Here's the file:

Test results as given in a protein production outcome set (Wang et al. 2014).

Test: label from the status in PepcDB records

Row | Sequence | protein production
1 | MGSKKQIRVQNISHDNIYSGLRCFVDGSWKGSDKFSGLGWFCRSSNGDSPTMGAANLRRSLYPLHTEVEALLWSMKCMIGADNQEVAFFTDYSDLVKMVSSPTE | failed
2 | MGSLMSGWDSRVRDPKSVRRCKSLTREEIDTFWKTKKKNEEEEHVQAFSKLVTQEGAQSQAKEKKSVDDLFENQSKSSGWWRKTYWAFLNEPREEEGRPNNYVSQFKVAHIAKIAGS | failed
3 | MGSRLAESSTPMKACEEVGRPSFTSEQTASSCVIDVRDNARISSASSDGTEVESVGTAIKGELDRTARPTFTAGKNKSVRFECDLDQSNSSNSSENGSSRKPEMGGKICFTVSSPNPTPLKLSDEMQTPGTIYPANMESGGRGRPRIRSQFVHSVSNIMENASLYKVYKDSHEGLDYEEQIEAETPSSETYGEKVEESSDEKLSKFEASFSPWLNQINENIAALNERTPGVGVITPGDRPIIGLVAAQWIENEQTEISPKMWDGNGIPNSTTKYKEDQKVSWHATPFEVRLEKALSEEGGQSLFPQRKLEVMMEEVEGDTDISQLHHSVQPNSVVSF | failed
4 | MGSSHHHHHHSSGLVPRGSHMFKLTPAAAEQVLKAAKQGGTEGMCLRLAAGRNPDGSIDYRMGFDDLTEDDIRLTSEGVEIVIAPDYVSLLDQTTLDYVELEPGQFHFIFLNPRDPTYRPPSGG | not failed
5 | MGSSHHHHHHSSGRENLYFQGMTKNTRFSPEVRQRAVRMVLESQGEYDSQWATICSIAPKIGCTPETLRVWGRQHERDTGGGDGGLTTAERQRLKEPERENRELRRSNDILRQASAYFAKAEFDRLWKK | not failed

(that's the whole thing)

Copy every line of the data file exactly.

Test results as given in a protein production outcome set (Wang et al. 2014).

Test: label from the status in PepcDB records

Row | Sequence | protein production
1 | MGSKKQIRVQNISHDNIYSGLRCFVDGSWKGSDKFSGLGWFCRSSNGDSPTMGAANLRRSLYPLHTEVEALLWSMKCMIGADNQEVAFFTDYSDLVKMVSSPTE | failed
2 | MGSLMSGWDSRVRDPKSVRRCKSLTREEIDTFWKTKKKNEEEEHVQAFSKLVTQEGAQSQAKEKKSVDDLFENQSKSSGWWRKTYWAFLNEPREEEGRPNNYVSQFKVAHIAKIAGS | failed
3 | MGSRLAESSTPMKACEEVGRPSFTSEQTASSCVIDVRDNARISSASSDGTEVESVGTAIKGELDRTARPTFTAGKNKSVRFECDLDQSNSSNSSENGSSRKPEMGGKICFTVSSPNPTPLKLSDEMQTPGTIYPANMESGGRGRPRIRSQFVHSVSNIMENASLYKVYKDSHEGLDYEEQIEAETPSSETYGEKVEESSDEKLSKFEASFSPWLNQINENIAALNERTPGVGVITPGDRPIIGLVAAQWIENEQTEISPKMWDGNGIPNSTTKYKEDQKVSWHATPFEVRLEKALSEEGGQSLFPQRKLEVMMEEVEGDTDISQLHHSVQPNSVVSF | failed
4 | MGSSHHHHHHSSGLVPRGSHMFKLTPAAAEQVLKAAKQGGTEGMCLRLAAGRNPDGSIDYRMGFDDLTEDDIRLTSEGVEIVIAPDYVSLLDQTTLDYVELEPGQFHFIFLNPRDPTYRPPSGG | not failed
5 | MGSSHHHHHHSSGRENLYFQGMTKNTRFSPEVRQRAVRMVLESQGEYDSQWATICSIAPKIGCTPETLRVWGRQHERDTGGGDGGLTTAERQRLKEPERENRELRRSNDILRQASAYFAKAEFDRLWKK | not failed